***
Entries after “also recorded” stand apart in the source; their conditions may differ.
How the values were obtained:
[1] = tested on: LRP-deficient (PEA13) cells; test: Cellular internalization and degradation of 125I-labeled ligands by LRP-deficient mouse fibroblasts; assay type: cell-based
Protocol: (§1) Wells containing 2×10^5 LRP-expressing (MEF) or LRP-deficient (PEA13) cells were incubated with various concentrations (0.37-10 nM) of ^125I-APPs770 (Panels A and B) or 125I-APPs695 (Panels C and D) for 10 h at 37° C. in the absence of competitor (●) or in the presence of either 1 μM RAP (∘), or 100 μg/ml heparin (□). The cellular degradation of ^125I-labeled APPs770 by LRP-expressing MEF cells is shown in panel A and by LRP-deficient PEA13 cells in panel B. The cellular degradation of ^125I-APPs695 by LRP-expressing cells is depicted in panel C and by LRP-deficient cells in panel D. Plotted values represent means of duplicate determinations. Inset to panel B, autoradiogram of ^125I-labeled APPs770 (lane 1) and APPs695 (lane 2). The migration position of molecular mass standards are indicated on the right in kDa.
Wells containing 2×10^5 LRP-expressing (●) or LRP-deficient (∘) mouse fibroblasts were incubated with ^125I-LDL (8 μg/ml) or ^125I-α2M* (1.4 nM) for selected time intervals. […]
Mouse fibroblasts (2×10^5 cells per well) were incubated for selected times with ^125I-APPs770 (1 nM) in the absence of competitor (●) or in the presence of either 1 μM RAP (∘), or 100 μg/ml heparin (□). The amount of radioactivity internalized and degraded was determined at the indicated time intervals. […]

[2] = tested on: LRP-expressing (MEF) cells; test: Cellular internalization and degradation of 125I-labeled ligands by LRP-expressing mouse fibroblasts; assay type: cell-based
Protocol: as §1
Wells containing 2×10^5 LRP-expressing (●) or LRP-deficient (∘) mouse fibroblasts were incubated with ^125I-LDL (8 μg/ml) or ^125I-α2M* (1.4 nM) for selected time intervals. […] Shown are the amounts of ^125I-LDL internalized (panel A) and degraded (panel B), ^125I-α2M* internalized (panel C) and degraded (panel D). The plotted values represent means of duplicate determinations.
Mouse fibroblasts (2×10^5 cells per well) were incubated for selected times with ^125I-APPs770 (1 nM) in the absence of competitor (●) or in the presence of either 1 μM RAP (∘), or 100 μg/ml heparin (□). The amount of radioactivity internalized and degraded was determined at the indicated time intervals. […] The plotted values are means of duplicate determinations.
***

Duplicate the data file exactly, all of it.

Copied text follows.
Entries after “also recorded” stand apart in the source; their conditions may differ.
How the values were obtained:
[1] = tested on: LRP-deficient (PEA13) cells; test: Cellular internalization and degradation of 125I-labeled ligands by LRP-deficient mouse fibroblasts; assay type: cell-based
Protocol: (§1) Wells containing 2×10^5 LRP-expressing (MEF) or LRP-deficient (PEA13) cells were incubated with various concentrations (0.37-10 nM) of ^125I-APPs770 (Panels A and B) or 125I-APPs695 (Panels C and D) for 10 h at 37° C. in the absence of competitor (●) or in the presence of either 1 μM RAP (∘), or 100 μg/ml heparin (□). The cellular degradation of ^125I-labeled APPs770 by LRP-expressing MEF cells is shown in panel A and by LRP-deficient PEA13 cells in panel B. The cellular degradation of ^125I-APPs695 by LRP-expressing cells is depicted in panel C and by LRP-deficient cells in panel D. Plotted values represent means of duplicate determinations. Inset to panel B, autoradiogram of ^125I-labeled APPs770 (lane 1) and APPs695 (lane 2). The migration position of molecular mass standards are indicated on the right in kDa.
Wells containing 2×10^5 LRP-expressing (●) or LRP-deficient (∘) mouse fibroblasts were incubated with ^125I-LDL (8 μg/ml) or ^125I-α2M* (1.4 nM) for selected time intervals. […]
Mouse fibroblasts (2×10^5 cells per well) were incubated for selected times with ^125I-APPs770 (1 nM) in the absence of competitor (●) or in the presence of either 1 μM RAP (∘), or 100 μg/ml heparin (□). The amount of radioactivity internalized and degraded was determined at the indicated time intervals. […]

[2] = tested on: LRP-expressing (MEF) cells; test: Cellular internalization and degradation of 125I-labeled ligands by LRP-expressing mouse fibroblasts; assay type: cell-based
Protocol: as §1
Wells containing 2×10^5 LRP-expressing (●) or LRP-deficient (∘) mouse fibroblasts were incubated with ^125I-LDL (8 μg/ml) or ^125I-α2M* (1.4 nM) for selected time intervals. […] Shown are the amounts of ^125I-LDL internalized (panel A) and degraded (panel B), ^125I-α2M* internalized (panel C) and degraded (panel D). The plotted values represent means of duplicate determinations.
Mouse fibroblasts (2×10^5 cells per well) were incubated for selected times with ^125I-APPs770 (1 nM) in the absence of competitor (●) or in the presence of either 1 μM RAP (∘), or 100 μg/ml heparin (□). The amount of radioactivity internalized and degraded was determined at the indicated time intervals. […] The plotted values are means of duplicate determinations.